All in all, I ended up spending $57.00 per day and honestly it could have been done cheaper. I did all the activities on offer, booked transport through hostels rather than shop around for prices, stayed in nice and modern hostels as well as eating at cafes and restaurants at least once a day.

Also, there are some quite pricey activities in Guatemala such as a Tikal tour, Pacaya Volcano, and Acatenango Volcano. Though these are bucketlist experiences and something that is well worth splurging on!

For me, the most expensive part of my budget was actually accommodation, averaging $17.50 per night, closely followed by food at $16.00 per day, and activities at $12.90 per day.

Usually in the majority of travels food is my most expensive category, though I was able to save money by booking hostels with a communal kitchen and cooking.

Overall the cost of backpacking in Guatemala depends on your travel style, preferences, and activities. However, a general estimate is that you can travel comfortably on $45.00 – $70.00 per day as a backpacker. This will cover your accommodation, food, transportation, and some tours.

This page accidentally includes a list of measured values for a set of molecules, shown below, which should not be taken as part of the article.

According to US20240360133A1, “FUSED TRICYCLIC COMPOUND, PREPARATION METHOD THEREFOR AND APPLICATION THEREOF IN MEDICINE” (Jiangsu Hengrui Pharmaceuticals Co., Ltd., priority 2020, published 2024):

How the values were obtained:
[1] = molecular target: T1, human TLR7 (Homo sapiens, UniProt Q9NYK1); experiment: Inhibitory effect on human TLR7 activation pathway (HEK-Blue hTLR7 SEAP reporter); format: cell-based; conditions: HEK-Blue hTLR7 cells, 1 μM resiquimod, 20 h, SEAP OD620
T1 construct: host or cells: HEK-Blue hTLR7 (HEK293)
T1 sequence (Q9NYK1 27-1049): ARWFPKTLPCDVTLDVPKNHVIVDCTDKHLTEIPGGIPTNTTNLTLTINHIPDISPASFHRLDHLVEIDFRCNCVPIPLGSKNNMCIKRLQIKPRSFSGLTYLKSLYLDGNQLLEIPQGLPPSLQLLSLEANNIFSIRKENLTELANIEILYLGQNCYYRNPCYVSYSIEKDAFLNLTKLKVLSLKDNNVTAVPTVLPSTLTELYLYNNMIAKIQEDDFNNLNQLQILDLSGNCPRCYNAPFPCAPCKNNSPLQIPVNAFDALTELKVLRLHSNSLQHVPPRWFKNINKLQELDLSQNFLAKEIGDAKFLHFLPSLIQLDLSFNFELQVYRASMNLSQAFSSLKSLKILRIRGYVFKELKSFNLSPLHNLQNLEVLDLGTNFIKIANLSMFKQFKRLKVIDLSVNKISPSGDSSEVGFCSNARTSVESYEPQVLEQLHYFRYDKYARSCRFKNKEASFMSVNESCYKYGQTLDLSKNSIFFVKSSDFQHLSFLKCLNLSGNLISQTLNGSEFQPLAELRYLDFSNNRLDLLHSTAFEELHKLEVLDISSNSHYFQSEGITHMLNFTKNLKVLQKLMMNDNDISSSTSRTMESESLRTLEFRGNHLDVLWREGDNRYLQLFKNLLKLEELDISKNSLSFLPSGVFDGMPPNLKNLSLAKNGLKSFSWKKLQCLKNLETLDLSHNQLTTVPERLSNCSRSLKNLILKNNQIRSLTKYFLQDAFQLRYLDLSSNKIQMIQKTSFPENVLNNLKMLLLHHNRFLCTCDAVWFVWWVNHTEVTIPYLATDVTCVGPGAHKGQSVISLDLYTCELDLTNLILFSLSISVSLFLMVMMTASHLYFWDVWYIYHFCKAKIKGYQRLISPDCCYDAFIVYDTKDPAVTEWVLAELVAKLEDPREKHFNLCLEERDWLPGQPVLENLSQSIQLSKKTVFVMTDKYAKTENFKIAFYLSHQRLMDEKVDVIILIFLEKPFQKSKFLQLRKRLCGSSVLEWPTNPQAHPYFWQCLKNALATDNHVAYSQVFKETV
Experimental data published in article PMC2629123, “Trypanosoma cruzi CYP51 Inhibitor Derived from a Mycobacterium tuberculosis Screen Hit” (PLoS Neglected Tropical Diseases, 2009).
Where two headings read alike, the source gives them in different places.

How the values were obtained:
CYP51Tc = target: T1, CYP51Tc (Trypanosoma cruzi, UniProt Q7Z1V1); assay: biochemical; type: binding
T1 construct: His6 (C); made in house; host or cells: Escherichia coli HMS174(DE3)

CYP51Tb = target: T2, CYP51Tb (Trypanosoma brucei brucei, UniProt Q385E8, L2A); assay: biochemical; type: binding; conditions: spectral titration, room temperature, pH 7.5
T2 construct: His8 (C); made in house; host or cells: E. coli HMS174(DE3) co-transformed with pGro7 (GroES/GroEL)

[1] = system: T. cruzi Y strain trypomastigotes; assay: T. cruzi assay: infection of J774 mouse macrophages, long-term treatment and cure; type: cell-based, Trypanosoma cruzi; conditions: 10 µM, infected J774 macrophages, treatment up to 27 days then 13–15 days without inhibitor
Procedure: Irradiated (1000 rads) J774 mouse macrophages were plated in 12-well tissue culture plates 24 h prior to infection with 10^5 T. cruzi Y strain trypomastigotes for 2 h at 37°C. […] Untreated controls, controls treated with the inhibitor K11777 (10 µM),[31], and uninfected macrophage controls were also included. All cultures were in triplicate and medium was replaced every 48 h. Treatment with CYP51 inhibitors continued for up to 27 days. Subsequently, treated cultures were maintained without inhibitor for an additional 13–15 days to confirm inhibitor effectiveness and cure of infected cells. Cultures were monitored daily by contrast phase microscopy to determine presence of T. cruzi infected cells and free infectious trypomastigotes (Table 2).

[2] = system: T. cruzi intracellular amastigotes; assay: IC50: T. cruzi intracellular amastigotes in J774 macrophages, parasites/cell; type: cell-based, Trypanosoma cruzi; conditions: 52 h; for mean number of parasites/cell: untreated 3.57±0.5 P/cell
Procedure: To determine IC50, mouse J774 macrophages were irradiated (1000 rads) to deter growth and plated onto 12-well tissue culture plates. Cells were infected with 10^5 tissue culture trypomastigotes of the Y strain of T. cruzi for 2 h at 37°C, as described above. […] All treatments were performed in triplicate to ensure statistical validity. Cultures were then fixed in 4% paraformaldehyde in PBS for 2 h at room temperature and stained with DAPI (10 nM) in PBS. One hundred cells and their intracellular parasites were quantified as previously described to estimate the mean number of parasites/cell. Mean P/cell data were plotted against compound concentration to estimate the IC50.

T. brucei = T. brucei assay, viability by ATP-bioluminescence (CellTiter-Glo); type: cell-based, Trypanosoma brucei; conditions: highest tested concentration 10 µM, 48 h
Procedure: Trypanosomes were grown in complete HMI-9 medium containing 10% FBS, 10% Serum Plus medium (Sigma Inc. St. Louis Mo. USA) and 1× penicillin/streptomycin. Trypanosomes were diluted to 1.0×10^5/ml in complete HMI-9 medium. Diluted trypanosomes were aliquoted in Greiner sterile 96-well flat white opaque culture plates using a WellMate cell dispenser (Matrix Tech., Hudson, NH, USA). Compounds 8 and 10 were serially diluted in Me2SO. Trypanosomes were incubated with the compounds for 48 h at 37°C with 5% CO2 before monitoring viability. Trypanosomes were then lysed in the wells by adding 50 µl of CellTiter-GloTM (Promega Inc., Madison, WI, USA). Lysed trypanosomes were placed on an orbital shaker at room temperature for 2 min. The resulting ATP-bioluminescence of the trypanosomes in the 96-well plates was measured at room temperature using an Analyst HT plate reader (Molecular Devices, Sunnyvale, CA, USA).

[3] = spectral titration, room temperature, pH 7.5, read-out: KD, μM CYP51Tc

🚗 How I Book Cheap Transport In Guatemala: GuateGo


Best Time To Travel Guatemala

Guatemala is a country that can be visited year-round, thanks to its pleasant climate and diverse attractions. However, some months may be more suitable than others depending on what you want to see and do. Here are some factors to consider when planning your trip to Guatemala:

The dry season vs the rainy season: The dry season in Guatemala runs from November to April, and is generally considered the best time to visit. The weather is sunny and warm, with clear skies and mild evenings.

The rainy season lasts from May to October and brings afternoon showers and thunderstorms that can last for a couple of hours. The rain can make some roads muddy and slippery, especially in the highlands and the jungle regions.

Also, you will likely miss out on those incredible Volcano views in Antigua due to clouds. However, the rain also brings lush greenery and fewer crowds, so it’s not a bad time to visit if you don’t mind getting wet.

The festivals and events: Guatemala has a rich and colorful culture that is expressed through various festivals and events throughout the year.

Some of the most popular ones include…

  • Day of the Dead (November 1st), when people visit cemeteries and fly kites to honor their ancestors